Miklos Braun's family was middle class: his father, Zsigmond, was a a certified bookkeeper and auditor, his mother, Aranka, was a housewife. Miklos was born in 1913, his sister, Klara in 1908 and his brother Ferenc in 1906.
Klara married a businessman from Fiume (Fiume is now Rijeka and is in Croatia today). Both were deported to Auschwitz by the occupying Gerrmans, and they never returned. Ferenc survived the war in the Budapest ghetto. Miklos graduated from the Commercial Academy in Budapest and managed a candy store. Every day he saw an attractive woman pass by his window. One day she introduced herself to him - her name was Vera Wexler. Soon Miklos and Vera began dating even though Miklos had been conscripted into forced labor. When Miklos was on leave on April 15, 1944, he and Vera married, but because they were Jewish, were not allowed to have an official wedding picture.
Miklos was then swept up into the horrors of war again. He did not think he would survive, but Vera, who was hiding in a "yellow star house" in Budapest said, "If Miki is alive, he will come back to me for our first anniversary." She was wrong. Miklos showed up one day late.
In the 18th and 19th centuries, Hungary was under Austrian rule. After the Austrian Empire's defeat in the Austro-Prussian war, the Austro-Hungarian dual monarchy (1867-1918) was formed. They had a common monarch, but were goverened separately.
Although the First World War was fought, in part, to secure the power of the Austro-Hungarian monarchy, its defeat heralded its dissolution. Thus in October 1918, the Hungarian Democratic Republic was created. This marked Hungary's independence after centuries of Hapsburg rule.
After a revolution in 1919, a communist state was created known as the Hungarian Socialist Republic. This, however, lasted only a very short time. Following a counterrevolution the monarchy was restored and from 1920-1946 the Kingdom of Hungary under Horthy was reinstated. However, because of Hungary's involvement in the First World War, the Treaty of Trianon was signed which recognized Hungary's idependence, but also partitioned Hungarian land, significantly reducing its territory.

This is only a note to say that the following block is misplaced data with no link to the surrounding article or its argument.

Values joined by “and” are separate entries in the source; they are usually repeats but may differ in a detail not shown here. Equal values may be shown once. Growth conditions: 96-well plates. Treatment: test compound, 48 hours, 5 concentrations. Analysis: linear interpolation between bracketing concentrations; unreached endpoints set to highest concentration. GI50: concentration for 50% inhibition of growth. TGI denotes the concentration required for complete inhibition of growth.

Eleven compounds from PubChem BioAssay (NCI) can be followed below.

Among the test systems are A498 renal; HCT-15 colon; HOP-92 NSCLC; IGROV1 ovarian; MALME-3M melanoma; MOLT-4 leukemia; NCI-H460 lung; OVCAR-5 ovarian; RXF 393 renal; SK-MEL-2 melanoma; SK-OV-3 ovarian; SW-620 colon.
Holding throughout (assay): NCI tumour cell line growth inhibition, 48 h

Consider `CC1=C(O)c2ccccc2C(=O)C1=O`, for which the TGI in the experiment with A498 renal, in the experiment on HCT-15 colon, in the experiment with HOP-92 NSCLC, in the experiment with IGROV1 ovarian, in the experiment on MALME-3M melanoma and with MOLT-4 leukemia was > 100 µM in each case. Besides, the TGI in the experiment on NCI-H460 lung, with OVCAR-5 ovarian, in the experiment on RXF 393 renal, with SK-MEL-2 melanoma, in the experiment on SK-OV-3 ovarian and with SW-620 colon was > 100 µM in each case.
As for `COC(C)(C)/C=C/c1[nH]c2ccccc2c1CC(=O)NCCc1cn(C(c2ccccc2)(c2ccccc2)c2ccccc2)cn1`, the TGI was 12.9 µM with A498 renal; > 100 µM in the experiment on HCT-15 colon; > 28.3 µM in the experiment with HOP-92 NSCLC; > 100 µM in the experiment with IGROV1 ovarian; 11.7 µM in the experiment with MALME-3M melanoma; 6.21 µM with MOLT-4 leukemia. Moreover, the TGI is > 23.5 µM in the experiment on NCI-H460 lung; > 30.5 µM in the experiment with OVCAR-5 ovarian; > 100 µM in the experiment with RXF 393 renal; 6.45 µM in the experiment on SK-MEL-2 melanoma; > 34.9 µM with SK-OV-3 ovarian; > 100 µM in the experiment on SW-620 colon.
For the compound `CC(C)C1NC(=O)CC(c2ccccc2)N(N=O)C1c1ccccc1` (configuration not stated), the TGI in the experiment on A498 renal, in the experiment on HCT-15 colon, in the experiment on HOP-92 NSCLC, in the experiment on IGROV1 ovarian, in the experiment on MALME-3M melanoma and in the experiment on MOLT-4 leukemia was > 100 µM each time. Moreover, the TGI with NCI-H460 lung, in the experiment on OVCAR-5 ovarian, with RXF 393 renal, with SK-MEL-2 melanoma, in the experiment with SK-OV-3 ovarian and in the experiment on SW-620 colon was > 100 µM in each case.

Before WWII, Miklos lived with his family in Budapest, the capital of Hungary. Jews have lived in Budapest for centuries. The years leading up to the Second World War were a time of prosperity and growth for the Budapest, as well as Hungarian Jewish community.
As we learn in the film, Miklos Braun attended the Trade School in Vas Street in Budapest, where Karl Mannheim, one of the most famous sociologist from the 20nd century, taught classes.
Miklos Braun´s sister, Klara, was born in Szeged, which, many argue, is home to the most beautiful synagogue in Hungary.
In 1940 Hungarian authorities allied themselves with the Axis powers. Before German occupation, authorities began deporting and killing non-Hungarian Jews. The government initially refused to deport Hungarian Jews, despite mounting Nazi pressure.
Miklos Braun, were conscripted to forced labor for the Hungarian Labor Service System during World War II. By 1940, all able-bodied male Jews were forced into service. Miklos was sent to Ukraine where he worked on the Don River - a site with heavy industry. Miklos returned from labor service in 1943, but was immediately drafted and was sent to the concentration camp Lichtenwörth, a temporary camp in Austria.
In 1944 German forces occupied Hungary. Hungarian Jews were subsequently sent to live in ghettos. Shortly after ghettoization, authorities, working with SS Colonel Adolf Eichmann, carried out the deportation of Jews - many were sent to Auschwitz.
Jews living in Budapest, however, were not immediately deported. They were sent to live in designated houses throughout the city that were given the name “Yellow Star Houses.” Miklos's wife survived the war in one of these houses.
Miklos' brother spent much of the war in the Budapest Ghetto. The following is a link to the Decree on the establishment of the Budapest Ghetto by the occupying Nazi authorities in November 1944.
Miklos's sister, who was living in Fiume in what is now Croatia, was deported in 1943 after the German occupation of Italy. He does not know what happened to her but assumes she was sent to Auschwitz.
Following the Second World War, Hungary found itself under Soviet control.
Though the majority of Hungarian Jews were killed in the Holocaust, there still emerged a postwar Jewish community. This article, "Jews and Jewishness in Post-war Hungary," discusses Jewish identity in Hungary in the aftermath of the war and under communism.